# [R] inverse prediction and Poisson regression

Spencer Graves spencer.graves at pdf.com
Fri Jul 25 17:33:35 CEST 2003

```	  Peter Dalgaard suggested using "a Michalis-Menten style inhibition
(mean(Y) = ymax/(1+dose/dose50) or variants thereof)."  If you are not
familiar with the literature on "Michalis-Menten inhibition", I suggest
you research that and cite it in your research report.  Even if you
don't use it, the knowledge of it might help persuade others that you at
least considered it.

If we adopt Ripley's notation, this is mu(dose) =
ymax/(1+dose/dose50), where ymax and dose50 are to be estimated.  We can
get this, sort of, using "glm", as follows:  This model is the same as
log(mu(dose)) = ymax - log(1+dose/dose50).  I have not tried this, but I
believe that for fixed dose50 = 0.3, this model can be written for glm
with the toy example I used before as follows:

Phytopath <- data.frame(x=c(0, 0.03, 0.1),
y=c(28, 21, 11))
fitP.3 <- glm(y~offset(-log(1+x/0.3)), data=Phytopath[rep(1:3, 100),],
family="poisson")
fitP.3\$deviance
 359.5893

Now, replace 0.3 by other possible values for dose50 to find the
minimum "deviance".  Then get a 95% confidence interval using "profile
likelihood" to find the points above and below the minimium where the
"deviance" exceeds the minimum by  qchisq(0.95, 1) = 3.841459.  There
are better ways to do this, but none that I can make work in the next 2
minutes.  When I did this, I get the following:

> fitP.06 <- glm(y~offset(-log(1+x/0.06)), data=Phytopath[rep(1:3, 100),],
+  family="poisson")
> fitP.06\$deviance
 16.54977
> fitP.065 <- glm(y~offset(-log(1+x/0.065)), data=Phytopath[rep(1:3,
100),],
+  family="poisson")
> fitP.065\$deviance
 11.59525
> fitP.07 <- glm(y~offset(-log(1+x/0.07)), data=Phytopath[rep(1:3, 100),],
+  family="poisson")
> fitP.07\$deviance
 10.96356
> fitP.075 <- glm(y~offset(-log(1+x/0.075)), data=Phytopath[rep(1:3,
100),],
+  family="poisson")
> fitP.075\$deviance
 13.49366
> fitP.08 <- glm(y~offset(-log(1+x/0.08)), data=Phytopath[rep(1:3, 100),],
+  family="poisson")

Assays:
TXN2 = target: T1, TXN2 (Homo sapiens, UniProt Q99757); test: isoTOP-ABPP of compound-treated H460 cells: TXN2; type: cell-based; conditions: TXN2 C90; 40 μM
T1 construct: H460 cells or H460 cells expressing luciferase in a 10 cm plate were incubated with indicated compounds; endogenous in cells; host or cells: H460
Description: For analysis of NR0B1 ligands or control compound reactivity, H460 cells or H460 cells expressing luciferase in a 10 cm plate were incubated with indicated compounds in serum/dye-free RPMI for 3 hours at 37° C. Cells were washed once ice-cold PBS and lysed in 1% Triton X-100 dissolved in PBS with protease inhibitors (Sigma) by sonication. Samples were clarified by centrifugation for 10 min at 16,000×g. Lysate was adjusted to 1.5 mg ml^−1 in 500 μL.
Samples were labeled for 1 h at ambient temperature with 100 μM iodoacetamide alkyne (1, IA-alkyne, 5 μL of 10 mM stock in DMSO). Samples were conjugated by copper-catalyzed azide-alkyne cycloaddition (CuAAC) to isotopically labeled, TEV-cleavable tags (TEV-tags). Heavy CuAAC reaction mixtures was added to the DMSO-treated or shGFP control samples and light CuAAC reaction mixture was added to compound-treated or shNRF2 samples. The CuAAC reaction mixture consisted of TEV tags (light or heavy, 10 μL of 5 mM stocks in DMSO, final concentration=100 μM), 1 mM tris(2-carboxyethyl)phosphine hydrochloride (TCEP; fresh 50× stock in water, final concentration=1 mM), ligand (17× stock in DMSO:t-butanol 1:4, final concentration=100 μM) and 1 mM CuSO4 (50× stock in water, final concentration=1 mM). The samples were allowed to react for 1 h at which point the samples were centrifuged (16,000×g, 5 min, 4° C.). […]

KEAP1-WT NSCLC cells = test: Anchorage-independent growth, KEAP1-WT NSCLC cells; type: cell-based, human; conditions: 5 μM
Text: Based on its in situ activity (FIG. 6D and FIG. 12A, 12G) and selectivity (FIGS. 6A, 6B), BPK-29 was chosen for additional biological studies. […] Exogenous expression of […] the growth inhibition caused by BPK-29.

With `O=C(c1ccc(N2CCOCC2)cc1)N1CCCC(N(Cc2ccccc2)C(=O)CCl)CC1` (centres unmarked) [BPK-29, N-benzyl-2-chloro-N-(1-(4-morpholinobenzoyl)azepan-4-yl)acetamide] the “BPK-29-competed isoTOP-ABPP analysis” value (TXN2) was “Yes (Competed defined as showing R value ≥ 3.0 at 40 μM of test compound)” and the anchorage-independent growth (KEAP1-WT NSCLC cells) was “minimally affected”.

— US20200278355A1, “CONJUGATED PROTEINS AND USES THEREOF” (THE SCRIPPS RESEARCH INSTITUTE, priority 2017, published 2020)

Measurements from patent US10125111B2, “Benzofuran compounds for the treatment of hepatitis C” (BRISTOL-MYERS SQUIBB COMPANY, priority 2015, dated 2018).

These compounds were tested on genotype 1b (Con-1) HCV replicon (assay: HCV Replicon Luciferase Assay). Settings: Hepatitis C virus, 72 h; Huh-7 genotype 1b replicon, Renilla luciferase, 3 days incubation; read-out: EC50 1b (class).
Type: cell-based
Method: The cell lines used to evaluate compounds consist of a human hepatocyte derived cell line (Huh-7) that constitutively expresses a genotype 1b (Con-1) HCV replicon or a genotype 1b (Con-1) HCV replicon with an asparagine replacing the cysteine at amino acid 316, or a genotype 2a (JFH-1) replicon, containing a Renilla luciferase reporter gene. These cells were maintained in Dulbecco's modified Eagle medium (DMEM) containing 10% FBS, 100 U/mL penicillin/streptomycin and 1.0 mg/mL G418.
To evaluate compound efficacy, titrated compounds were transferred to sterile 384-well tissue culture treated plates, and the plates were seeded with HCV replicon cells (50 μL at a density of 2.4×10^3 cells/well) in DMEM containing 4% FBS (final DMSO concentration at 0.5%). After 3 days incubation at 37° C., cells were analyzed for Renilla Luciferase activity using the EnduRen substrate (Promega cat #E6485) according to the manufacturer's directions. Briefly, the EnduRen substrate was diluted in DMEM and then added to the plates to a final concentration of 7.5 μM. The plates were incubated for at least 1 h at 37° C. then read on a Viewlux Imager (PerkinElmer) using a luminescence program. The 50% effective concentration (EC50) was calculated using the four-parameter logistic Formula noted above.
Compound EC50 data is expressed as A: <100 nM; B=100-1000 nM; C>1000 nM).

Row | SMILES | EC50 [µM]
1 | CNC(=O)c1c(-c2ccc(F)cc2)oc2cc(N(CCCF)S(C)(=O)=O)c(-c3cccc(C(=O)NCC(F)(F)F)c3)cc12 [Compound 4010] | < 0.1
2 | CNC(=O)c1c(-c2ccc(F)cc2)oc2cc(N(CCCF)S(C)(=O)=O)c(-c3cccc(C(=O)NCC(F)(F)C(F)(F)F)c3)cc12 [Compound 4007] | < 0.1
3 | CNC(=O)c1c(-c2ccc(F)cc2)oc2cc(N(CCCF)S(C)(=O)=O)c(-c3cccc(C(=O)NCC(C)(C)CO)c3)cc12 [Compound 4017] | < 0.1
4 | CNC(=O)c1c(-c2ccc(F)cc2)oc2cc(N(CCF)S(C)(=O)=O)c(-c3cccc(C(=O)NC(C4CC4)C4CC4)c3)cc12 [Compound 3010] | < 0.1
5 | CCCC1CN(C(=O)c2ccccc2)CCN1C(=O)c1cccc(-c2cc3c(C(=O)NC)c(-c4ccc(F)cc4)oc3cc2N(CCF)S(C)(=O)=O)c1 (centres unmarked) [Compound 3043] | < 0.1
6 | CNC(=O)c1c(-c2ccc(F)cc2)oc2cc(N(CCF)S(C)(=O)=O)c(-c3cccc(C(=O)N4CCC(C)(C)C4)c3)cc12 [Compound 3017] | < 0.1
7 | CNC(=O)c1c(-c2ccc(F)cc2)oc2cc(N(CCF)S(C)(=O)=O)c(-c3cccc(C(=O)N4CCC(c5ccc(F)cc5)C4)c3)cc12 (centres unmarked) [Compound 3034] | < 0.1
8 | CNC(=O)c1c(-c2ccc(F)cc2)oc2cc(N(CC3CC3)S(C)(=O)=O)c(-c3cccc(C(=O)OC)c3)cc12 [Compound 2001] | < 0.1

> fitP.08\$deviance
 18.34463

From this, I get an approximate maximum likelihood estimate for dose50
of 0.07 with a 95% confidence interval by rough interpolation of 0.061
to 0.076.

hope this helps.  spencer graves
p.s.  Have you plotted y vs. x with appropriate transformations?  If
not, I suggest you do that before anything else.  Doug Bates says that
students in his classes who don't plot the data get instant F's.  When I
don't bother plotting the data several different ways, I often do stupid
things.

Vincent Philion wrote:
> Hi, ... and good morning!
>
> ;-)
>
> On 2003-07-25 08:43:35 -0400 Spencer Graves <spencer.graves at PDF.COM> wrote:
>
>
>>	  The Poisson assumption means that Y is a number of independent events from
>>a theoretically infinite population occurring in a specific time or place.
>>The function "glm" with 'family="poisson"' with the default link = "log"
>>assumes that the logarithm of the mean of Y is a linear model in the
>>explanatory variable.
>
>
> OK, I think my data can fit that description.
>
>
>>	  How is Y measured?
>
>
> Y is the number of line intercepts which encounters mycelial growth.
i/e if mycelia intercepts the line twice, 2 is reported. This follows
poisson.
>
> If it the number out N, with N approximately 500 (and you know N),
>
>>then you have a logistic regression situation.
>
>
> No, 500 spores can grow, but there is no "real" limit on the amount of
growth possible, and so no limit on the number of intercepts. So this is
why I adopted Poisson, not knowing how complicated my life would become!!!
> ;-)
>
>   In that case, section 7.2 in
>
>>Venables and Ripley (2002) should do what you want.  If Y is a percentage
>>increase
>
>
> ... But you may be right, that I'm making this just too complicated
and that I should simply look at percentage... Any comments on that?
>
>
>
>>	  When dose = 0, log(dose) = (-Inf).  Since 0 is a legitimate dose,
>>log(dose) is not acceptable in a model like this.  You need a model like
>>Peter suggested.
>
>
> OK, I see I will need stronger coffee to tackle this, but I will read this in depth today.
>
>  Depending on you purpose, log(dose+0.015) might be
>
>>sufficiently close to a model like what Peter suggested to answer your
>>question.  If not, perhaps this solution will help you find a better
>>solution.
>
>
> In other words, "cheat" and model Y_0 with a "small" value = log(0.015) ?
How would this affect the LD50 value calculated and the confidence
intervals?
I guess I could try several methods, but how would I go about choosing the
right one? Criteria?
>
>
>>	  I previously was able to get dose.p to work in R, and I just now was able
>>to compute from its output.  The following worked in both S-Plus 6.1 and R
>>1.7.1:
>>
>>
>>>LD50P100p <- print(LD50P100)
>>
>>             Dose         SE
>>p = 14: -2.451018 0.04858572
>>
>>>exp(LD50P100p[1,1]+c(-2,0,2)*LD50P100p[1,2])-0.015
>>
>> 0.06322317 0.07120579 0.08000303
>
>
> OK, I will need to try this (later today). I don't see "dose.p" in this?
>
> again, many thanks,
>

```